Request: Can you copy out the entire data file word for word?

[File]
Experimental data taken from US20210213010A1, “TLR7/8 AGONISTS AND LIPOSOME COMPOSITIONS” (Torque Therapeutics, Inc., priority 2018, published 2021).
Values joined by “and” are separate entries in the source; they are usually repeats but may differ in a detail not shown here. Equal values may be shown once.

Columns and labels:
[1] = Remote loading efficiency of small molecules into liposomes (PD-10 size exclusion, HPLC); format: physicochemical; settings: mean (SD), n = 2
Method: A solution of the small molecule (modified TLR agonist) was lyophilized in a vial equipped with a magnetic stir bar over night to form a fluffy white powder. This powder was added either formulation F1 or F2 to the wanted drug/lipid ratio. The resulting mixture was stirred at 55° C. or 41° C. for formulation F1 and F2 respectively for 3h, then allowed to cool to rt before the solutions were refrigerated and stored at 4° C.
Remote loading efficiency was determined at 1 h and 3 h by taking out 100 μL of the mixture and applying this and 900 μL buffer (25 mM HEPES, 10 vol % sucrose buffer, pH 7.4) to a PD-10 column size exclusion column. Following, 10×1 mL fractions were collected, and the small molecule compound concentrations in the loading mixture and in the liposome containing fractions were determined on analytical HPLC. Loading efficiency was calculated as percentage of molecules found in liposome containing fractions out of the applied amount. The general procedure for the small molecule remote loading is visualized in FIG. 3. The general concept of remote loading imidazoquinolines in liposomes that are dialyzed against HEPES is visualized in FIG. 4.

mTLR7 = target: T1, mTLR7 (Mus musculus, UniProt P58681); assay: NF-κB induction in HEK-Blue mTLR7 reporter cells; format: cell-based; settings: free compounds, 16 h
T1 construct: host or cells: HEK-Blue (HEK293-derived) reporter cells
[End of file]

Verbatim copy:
Experimental data taken from US20210213010A1, “TLR7/8 AGONISTS AND LIPOSOME COMPOSITIONS” (Torque Therapeutics, Inc., priority 2018, published 2021).
Values joined by “and” are separate entries in the source; they are usually repeats but may differ in a detail not shown here. Equal values may be shown once.

Columns and labels:
[1] = Remote loading efficiency of small molecules into liposomes (PD-10 size exclusion, HPLC); format: physicochemical; settings: mean (SD), n = 2
Method: A solution of the small molecule (modified TLR agonist) was lyophilized in a vial equipped with a magnetic stir bar over night to form a fluffy white powder. This powder was added either formulation F1 or F2 to the wanted drug/lipid ratio. The resulting mixture was stirred at 55° C. or 41° C. for formulation F1 and F2 respectively for 3h, then allowed to cool to rt before the solutions were refrigerated and stored at 4° C.
Remote loading efficiency was determined at 1 h and 3 h by taking out 100 μL of the mixture and applying this and 900 μL buffer (25 mM HEPES, 10 vol % sucrose buffer, pH 7.4) to a PD-10 column size exclusion column. Following, 10×1 mL fractions were collected, and the small molecule compound concentrations in the loading mixture and in the liposome containing fractions were determined on analytical HPLC. Loading efficiency was calculated as percentage of molecules found in liposome containing fractions out of the applied amount. The general procedure for the small molecule remote loading is visualized in FIG. 3. The general concept of remote loading imidazoquinolines in liposomes that are dialyzed against HEPES is visualized in FIG. 4.

mTLR7 = target: T1, mTLR7 (Mus musculus, UniProt P58681); assay: NF-κB induction in HEK-Blue mTLR7 reporter cells; format: cell-based; settings: free compounds, 16 h
T1 construct: host or cells: HEK-Blue (HEK293-derived) reporter cells